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Yep, what Sue said. 8 miles is a lot to run for a puppy/adolescent, especially several days a week. Many dogs, and border collies in particular, will ignore pain until the damage is really severe. Or, this kind of high impact, repetitive pounding on his young and still growing joints could set him up for problems later on.

 

Working their brilliant little brains is a good way to get a bc calmer, more attentive to you, and happier all around. Basic obedience training, trick training, helping around the house like a service dog would, teaching all these makes a dog a lot easier to live with.

 

Ruth

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^^I'll just second what Sue and Ruth said. You may not see the bad results from overdoing high-impact, repetitive activities now, but sooner or later your young dog will pay for overdoing it before fully mature. He should have been allowed to grow up and his growth plates closed (closer to 18 months) before all the repetitive exercise. You can't undo any damage that may already have been done, but if I were you, I'd follow Sue's advice and let him finish growing and then pick up the running again.

 

And remember, while these dogs are energetic, you can **create** a dog that needs to run 8 miles a day (or be exercised hard for three hours or whatever) by doing just what you're doing. When they are young is the best time to teach them how to be quiet and settle. No well-bred border collie actually *needs* 8 miles of running a day or hours of exercise. That's usually the result of the human buying into the "they need tons of exercise" myth and then creating a dog just like that.

 

J.

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No well-bred border collie actually *needs* 8 miles of running a day or hours of exercise. That's usually the result of the human buying into the "they need tons of exercise" myth and then creating a dog just like that.

 

J.

 

It's a case of the message getting through too well.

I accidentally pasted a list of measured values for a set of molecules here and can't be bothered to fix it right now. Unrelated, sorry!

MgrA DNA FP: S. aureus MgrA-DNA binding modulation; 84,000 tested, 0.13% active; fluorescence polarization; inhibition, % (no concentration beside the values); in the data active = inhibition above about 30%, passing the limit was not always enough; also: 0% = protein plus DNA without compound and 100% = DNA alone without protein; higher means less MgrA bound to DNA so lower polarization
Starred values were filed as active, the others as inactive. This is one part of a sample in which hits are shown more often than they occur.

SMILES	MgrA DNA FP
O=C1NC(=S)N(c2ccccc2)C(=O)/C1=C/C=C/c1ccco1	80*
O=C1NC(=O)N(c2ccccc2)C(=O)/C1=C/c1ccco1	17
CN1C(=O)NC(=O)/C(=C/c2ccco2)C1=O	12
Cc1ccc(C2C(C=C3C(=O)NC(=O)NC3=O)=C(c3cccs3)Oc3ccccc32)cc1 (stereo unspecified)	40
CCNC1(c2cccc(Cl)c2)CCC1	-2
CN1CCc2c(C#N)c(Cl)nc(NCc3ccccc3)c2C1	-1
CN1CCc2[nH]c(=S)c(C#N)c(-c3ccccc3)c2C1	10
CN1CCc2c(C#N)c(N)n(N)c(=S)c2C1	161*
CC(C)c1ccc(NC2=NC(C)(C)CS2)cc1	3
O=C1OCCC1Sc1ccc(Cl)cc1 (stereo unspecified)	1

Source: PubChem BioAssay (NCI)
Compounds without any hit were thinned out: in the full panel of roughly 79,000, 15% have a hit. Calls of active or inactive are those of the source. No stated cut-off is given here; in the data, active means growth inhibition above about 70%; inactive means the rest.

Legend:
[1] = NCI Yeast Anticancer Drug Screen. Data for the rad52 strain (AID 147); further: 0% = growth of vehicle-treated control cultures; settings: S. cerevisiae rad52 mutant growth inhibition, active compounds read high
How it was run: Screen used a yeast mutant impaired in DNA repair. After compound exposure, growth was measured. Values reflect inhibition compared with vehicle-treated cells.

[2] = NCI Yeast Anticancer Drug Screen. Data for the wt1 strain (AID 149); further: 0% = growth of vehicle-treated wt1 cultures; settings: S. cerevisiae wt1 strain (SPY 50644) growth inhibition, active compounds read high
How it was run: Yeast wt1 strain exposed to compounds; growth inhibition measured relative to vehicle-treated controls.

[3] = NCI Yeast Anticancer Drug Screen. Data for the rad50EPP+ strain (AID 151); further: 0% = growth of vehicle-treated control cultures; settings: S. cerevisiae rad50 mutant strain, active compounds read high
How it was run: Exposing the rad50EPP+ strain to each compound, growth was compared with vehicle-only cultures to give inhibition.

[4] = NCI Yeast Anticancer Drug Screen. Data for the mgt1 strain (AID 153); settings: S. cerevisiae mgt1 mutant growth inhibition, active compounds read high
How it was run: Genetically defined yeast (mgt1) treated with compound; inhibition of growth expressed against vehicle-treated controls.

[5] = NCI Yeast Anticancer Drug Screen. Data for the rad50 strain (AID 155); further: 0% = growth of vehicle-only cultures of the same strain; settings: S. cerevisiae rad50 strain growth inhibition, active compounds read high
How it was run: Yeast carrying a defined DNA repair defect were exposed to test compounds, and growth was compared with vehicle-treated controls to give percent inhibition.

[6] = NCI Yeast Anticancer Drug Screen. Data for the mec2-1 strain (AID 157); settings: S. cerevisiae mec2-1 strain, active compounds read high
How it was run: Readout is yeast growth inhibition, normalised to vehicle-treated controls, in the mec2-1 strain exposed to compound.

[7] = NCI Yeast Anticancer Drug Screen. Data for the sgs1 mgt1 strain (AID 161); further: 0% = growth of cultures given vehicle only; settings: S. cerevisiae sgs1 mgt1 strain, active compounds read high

In an attempt to prevent people taking on BCs when their lifestyle/level of committment couldn't provide their likely needs and the dogs ending up in rescue (at best), an attempt hasd been made to educate the public into understanding that being stuck at home all day with no interaction and no exercise isn't going to work.

Unfortunately the message hasn't got through to the people who need to hear it, whilst responsible owners often take it as aimed at them and meaning that the dog will need vast amounts of running every day. To their credit, they often try to give the dog that but in the process create a rod for their own back, as you say. Good intentions but unnecessary.

 

Pam

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I'm very cautious about what my young dogs do and don't do for exercise. I have a hip dysplastic dog that when I got her (11 years almost) I knew nothing about (she's a lab), and I ran her and did things that I know now is not smart for a young dog with bones that are developing. I would think that you are over doing it on the running for that young age. I have 4 young BC or BC mixes - 4/3/2/1 and I can guarantee you that mine don't get that much running each day! Mental stimulation at that age to get him/her focused on you and using their brain will work wonders for tiring out. This has just been my experiences over the years. :rolleyes: